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  #11  
Old 10-25-2013, 09:50 AM
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Sekah Sekah is offline
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I fell into that trap with Cohen too. It sounds like you just need to work through it, and you probably have to go back a few steps and build that engagement back up. It sounds like he's being overfaced by the environment.

One thing that really helped with Cohen was having her jump up to get her reward. She finds the jumping itself is reinforcing and it adds energy into the game. (Adding energy is always my issue since I do most of my training with food instead of toys with Cohen.) The jump (or sometimes tossed treats) plus going back to square one and asking for good, active focus before I've even taken a step and working in short, short increments helped me get over that hump.

I'm currently in the process of introducing spins while heeling to get her driving back into position. I'm not yet where I want to be, but I think it's helping a bit too.

E: Also tossing treats helped too. I got really good at tossing treats with minimal telegraphing so she had to pay closer attention to me so she could catch them before they hit the ground (whereby they're often eaten by Megatron).

Lastly, don't reward crap. It's easy to fall into the 'good enough' trap with heeling, but you really want to push your dog to engage since it's a behaviour which requires such precision and can be quite dull for the dog.
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  #12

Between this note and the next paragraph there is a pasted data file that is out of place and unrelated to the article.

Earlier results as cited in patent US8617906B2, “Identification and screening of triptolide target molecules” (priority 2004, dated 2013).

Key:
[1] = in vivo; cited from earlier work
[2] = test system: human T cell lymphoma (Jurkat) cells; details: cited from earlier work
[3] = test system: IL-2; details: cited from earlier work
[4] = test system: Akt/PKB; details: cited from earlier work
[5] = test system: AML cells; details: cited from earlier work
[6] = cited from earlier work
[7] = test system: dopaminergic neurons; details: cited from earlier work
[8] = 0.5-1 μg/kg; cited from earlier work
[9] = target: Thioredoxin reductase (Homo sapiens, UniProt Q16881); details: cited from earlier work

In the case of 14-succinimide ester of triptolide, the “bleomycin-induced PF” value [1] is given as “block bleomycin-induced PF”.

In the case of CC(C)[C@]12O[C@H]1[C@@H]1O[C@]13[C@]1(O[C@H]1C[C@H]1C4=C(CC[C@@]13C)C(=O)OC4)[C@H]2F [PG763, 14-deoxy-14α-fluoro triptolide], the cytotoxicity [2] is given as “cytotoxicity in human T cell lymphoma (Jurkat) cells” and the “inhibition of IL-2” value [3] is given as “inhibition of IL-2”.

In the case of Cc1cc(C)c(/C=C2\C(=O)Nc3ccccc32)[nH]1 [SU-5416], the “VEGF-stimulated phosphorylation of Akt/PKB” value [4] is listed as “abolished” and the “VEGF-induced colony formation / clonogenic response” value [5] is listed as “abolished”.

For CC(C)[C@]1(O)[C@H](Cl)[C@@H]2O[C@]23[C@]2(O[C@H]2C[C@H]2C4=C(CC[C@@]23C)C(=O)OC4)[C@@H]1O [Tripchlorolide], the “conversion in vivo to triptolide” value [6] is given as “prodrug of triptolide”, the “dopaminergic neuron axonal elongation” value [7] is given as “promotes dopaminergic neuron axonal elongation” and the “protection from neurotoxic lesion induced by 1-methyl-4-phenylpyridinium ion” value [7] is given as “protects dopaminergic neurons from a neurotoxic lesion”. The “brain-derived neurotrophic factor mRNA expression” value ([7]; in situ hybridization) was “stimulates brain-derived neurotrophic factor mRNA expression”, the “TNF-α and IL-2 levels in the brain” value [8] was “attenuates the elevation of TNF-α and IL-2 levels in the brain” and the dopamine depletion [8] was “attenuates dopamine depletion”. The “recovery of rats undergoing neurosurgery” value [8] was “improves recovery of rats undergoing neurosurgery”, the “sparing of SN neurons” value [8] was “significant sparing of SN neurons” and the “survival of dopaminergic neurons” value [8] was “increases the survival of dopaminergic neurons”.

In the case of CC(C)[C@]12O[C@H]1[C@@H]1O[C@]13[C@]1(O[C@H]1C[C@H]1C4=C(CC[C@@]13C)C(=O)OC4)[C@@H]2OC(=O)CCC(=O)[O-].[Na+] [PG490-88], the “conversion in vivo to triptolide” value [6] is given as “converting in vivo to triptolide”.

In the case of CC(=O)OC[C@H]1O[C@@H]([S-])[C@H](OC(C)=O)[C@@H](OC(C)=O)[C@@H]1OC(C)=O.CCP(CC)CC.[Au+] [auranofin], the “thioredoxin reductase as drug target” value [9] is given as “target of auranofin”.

Old 10-25-2013, 10:00 AM
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Elrohwen Elrohwen is offline
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Thank you! All really good stuff to think about. I think I need to break it down and focus more on precision and details in very short increments. I was sort of rewarding anything resembling a heel, and hoping to perfect it over time, but we're kind of stuck and it's not getting better. I definitely fall into the trap of rewarding crap.

I've started throwing rewards lately, after a show handling seminar showed me how much engagement it can build to toss treats out in front, or at the dog's head (whether they can catch or not). Also, if I throw it out in front of me in grass it gives him a chance to use his nose to find it, which is by far his most favorite activity. I haven't been trying it long enough to see if it's working, but I think it's tapping into what he finds rewarding.

Environment is so tough for us. He's so engaged inside in our normal training environment, but I lose him to self-rewarding by sniffing outside or in training class. I just started using "go sniff" as a reward, like the "give me a break" exercise in Control Unleashed, and it might be working. By the end of class on Monday he was sniffing quickly, and then staring daggers at me wanting to do more work, instead of me harassing him to get his attention off the floor.
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